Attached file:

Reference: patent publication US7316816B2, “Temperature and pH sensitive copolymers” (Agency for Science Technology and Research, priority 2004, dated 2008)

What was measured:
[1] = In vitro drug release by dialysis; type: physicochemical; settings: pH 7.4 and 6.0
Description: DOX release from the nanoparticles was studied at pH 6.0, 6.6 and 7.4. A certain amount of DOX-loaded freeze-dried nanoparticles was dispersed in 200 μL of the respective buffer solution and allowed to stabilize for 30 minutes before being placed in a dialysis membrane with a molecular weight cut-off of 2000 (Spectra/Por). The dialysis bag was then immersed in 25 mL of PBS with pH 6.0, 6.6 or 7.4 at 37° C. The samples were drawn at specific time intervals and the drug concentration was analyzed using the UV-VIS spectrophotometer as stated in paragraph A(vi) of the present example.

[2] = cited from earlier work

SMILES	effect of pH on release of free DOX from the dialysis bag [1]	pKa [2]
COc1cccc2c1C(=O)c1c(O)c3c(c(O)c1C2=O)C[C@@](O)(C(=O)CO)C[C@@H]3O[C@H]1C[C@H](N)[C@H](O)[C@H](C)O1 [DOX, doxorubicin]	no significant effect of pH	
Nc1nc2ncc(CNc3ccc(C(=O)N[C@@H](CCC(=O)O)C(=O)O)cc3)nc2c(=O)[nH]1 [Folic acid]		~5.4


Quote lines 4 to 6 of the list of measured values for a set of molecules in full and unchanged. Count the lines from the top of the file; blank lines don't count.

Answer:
Description: DOX release from the nanoparticles was studied at pH 6.0, 6.6 and 7.4. A certain amount of DOX-loaded freeze-dried nanoparticles was dispersed in 200 μL of the respective buffer solution and allowed to stabilize for 30 minutes before being placed in a dialysis membrane with a molecular weight cut-off of 2000 (Spectra/Por). The dialysis bag was then immersed in 25 mL of PBS with pH 6.0, 6.6 or 7.4 at 37° C. The samples were drawn at specific time intervals and the drug concentration was analyzed using the UV-VIS spectrophotometer as stated in paragraph A(vi) of the present example.

[2] = cited from earlier work

SMILES	effect of pH on release of free DOX from the dialysis bag [1]	pKa [2]